The government has refused to explain why there are gaping holes in its long-awaited plans to “fix social care”, and it has even been unable to define what it means by “personal care”.
The proposals were announced on Tuesday by the prime minister, who claimed his plans would fix both social care and the NHS treatment backlogs caused by the COVID-19 pandemic.
But the paper published by Boris Johnson – Build Back Better – offers just eight pages on the government’s new plan for adult social care in England, despite the prime minister announcing more than two years ago on the steps of Downing Street that his government would “fix the crisis in social care once and for all with a clear plan we have prepared”.
The plans focus on raising revenue through a new 1.25 per cent national insurance levy and a rise in dividend tax rates, ringfenced for health and social care, but with most of the new £12 billion-a-year funding apparently put aside for the NHS, at least for the first three years.
A key aspect of the social care plan is to introduce a new lifetime limit of £86,000 on the amount an individual will have to pay for their “personal care”, starting from October 2023.
The government paper refers repeatedly to limiting lifetime “eligible personal care” costs, but it is not clear whether this only includes support with washing, dressing and getting out of bed.
If it does, disabled people who also pay towards council-funded help with housework, laundry and shopping, and support to enjoy a social life and to stay engaged in the community, will find those payments not included in the £86,000 ceiling.
But when Disability News Service asked the Department of Health and Social Care (DHSC) to explain what the prime minister meant by “personal care”, it had failed to do so by noon today (Thursday).
There are other gaping holes in the plans.
There is no mention in the proposals of the right to live independently under article 19 of the UN Convention on the Rights of Persons with Disabilities.
Johnson’s failure to discuss a legal right to independent living comes despite a call only four months ago by the Equality and Human Rights Commission for the government to introduce such a right.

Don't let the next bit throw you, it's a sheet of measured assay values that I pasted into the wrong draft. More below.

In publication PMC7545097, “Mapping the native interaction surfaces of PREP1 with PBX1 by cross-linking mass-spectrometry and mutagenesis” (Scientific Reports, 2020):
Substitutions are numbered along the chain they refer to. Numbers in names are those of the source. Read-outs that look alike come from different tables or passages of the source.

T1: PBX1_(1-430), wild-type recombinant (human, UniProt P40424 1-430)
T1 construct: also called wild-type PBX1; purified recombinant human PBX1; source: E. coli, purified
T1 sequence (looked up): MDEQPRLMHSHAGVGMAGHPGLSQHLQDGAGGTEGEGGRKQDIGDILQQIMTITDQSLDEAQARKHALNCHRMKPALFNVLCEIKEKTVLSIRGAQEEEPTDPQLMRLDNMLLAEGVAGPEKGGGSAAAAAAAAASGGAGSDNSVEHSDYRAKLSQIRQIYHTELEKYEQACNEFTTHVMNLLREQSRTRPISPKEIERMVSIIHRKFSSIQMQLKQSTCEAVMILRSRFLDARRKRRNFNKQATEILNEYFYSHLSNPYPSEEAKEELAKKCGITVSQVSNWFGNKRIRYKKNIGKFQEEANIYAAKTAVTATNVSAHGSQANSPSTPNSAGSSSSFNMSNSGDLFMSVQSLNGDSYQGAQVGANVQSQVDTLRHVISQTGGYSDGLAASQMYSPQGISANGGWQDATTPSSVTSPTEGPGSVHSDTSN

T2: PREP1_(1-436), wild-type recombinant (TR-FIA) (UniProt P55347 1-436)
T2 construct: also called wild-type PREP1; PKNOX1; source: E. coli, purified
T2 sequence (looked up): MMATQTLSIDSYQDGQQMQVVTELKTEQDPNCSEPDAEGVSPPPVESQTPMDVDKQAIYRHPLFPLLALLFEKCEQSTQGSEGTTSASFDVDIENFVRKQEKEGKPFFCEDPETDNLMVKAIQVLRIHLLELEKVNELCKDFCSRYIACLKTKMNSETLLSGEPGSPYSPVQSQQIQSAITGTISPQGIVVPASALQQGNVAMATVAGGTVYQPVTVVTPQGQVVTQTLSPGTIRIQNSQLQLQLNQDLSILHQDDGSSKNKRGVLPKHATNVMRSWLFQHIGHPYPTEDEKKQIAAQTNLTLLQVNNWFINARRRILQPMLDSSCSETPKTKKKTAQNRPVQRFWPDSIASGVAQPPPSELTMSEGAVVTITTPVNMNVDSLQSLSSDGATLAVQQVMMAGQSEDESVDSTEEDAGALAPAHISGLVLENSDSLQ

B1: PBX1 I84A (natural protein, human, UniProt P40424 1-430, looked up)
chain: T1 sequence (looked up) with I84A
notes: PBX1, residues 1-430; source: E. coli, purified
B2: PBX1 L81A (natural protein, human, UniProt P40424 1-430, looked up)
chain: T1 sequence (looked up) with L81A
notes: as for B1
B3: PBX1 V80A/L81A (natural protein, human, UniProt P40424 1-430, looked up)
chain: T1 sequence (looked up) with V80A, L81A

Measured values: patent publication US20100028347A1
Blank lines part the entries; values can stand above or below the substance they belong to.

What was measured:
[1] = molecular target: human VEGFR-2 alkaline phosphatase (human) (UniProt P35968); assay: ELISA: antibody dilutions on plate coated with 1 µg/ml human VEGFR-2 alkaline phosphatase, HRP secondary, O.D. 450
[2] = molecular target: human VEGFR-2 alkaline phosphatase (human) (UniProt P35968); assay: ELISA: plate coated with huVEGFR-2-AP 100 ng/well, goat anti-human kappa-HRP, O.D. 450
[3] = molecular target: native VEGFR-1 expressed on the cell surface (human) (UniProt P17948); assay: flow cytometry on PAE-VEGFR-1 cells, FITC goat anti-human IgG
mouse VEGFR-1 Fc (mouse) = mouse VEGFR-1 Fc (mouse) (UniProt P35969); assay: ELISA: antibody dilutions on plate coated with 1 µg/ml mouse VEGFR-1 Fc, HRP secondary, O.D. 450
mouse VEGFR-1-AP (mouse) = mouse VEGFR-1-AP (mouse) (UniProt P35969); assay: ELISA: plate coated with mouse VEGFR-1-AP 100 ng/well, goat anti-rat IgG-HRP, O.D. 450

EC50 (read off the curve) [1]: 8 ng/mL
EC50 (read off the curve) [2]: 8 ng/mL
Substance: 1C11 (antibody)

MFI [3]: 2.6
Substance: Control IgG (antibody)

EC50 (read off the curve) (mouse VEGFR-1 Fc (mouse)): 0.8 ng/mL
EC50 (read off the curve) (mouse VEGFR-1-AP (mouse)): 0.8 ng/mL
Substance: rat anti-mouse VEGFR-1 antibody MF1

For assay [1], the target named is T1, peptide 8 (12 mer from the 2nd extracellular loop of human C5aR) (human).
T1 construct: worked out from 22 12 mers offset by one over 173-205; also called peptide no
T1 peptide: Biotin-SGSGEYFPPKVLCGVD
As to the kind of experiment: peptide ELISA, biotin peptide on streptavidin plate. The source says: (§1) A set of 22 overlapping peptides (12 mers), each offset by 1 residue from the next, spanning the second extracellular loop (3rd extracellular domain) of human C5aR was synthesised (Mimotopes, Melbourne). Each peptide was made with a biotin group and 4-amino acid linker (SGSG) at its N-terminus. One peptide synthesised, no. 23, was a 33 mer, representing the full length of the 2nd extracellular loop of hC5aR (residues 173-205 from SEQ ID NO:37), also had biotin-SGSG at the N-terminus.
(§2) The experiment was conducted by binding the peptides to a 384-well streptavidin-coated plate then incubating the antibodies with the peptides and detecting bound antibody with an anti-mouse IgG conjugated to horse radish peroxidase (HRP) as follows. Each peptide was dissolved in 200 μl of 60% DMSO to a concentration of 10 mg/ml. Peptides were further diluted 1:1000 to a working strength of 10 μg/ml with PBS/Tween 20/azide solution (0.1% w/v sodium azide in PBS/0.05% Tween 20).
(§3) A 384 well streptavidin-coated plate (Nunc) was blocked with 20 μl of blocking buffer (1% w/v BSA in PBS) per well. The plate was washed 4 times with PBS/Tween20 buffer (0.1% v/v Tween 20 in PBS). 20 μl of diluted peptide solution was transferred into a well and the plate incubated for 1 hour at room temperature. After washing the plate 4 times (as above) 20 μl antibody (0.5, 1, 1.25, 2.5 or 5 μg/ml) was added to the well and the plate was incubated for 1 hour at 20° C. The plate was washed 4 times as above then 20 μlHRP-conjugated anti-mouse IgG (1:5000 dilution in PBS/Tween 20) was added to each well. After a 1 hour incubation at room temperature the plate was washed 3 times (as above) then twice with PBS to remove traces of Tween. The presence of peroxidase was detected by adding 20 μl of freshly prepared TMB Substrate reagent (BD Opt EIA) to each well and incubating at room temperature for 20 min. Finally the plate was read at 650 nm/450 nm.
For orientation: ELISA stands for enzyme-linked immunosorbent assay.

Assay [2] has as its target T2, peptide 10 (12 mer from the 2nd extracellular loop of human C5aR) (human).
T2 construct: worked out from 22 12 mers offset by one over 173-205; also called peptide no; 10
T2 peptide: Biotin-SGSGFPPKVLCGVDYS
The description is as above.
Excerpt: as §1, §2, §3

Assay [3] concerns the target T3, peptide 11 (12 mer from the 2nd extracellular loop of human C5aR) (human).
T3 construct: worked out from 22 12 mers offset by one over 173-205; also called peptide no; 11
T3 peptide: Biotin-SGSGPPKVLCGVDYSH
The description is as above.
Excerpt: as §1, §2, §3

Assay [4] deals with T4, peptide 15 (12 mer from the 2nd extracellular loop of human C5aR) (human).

The social care focus of the paper is instead on providing a more generous support system for service-users with significant assets, particularly older people.
The three case studies examining the financial impact of the plans on those needing social care all focus on service-users who are over the age of retirement.
There is no mention in the paper of working-age recipients of social care, other than when defining adult social care in the fifth paragraph of the document.
And there is almost no mention of the impact of the government’s plans on the thousands of disabled people who must currently pay significant care charges out of their monthly income, due to means-testing.
The only brief reference to means-testing is in the decision to unfreeze the minimum income guarantee for those who pay for their care, which has been frozen by the government since 2015 and will now rise again, but only by the rate of inflation, from next April.
DHSC declined to answer several questions about the proposals from Disability News Service.
The department declined to explain why there was no mention of the need for a right to independent living; why there was no mention of working-age disabled people in the three case studies; how it defines personal care; why there was almost no mention of working-age care recipients; why there was almost no discussion of the impact on people’s income, rather than their savings; and why the white paper was still not ready to be published, two years after the prime minister said he had a plan ready to go.
Instead, a DHSC spokesperson said in a statement: “This week’s announcement means that no one receiving long-term disability care and support – whether that care starts at 17 or 70 – will any longer face the catastrophic, unlimited costs they did before.
“An additional £5.4 billion is being invested in social care over the next three years, which includes an extension of the established disabled facilities grant to enable more people with disabilities to live independently in their own homes.
“We are determined to ensure the quality of care for disabled people who need it is consistently high and will work closely with disability groups as part of our work to develop the next steps in this ambitious reform programme.”
A note from the editor:
Please consider making a voluntary financial contribution to support the work of DNS and allow it to continue producing independent, carefully-researched news stories that focus on the lives and rights of disabled people and their user-led organisations.
Please do not contribute if you cannot afford to do so, and please note that DNS is not a charity. It is run and owned by disabled journalist John Pring and has been from its launch in April 2009.
Thank you for anything you can do to support the work of DNS…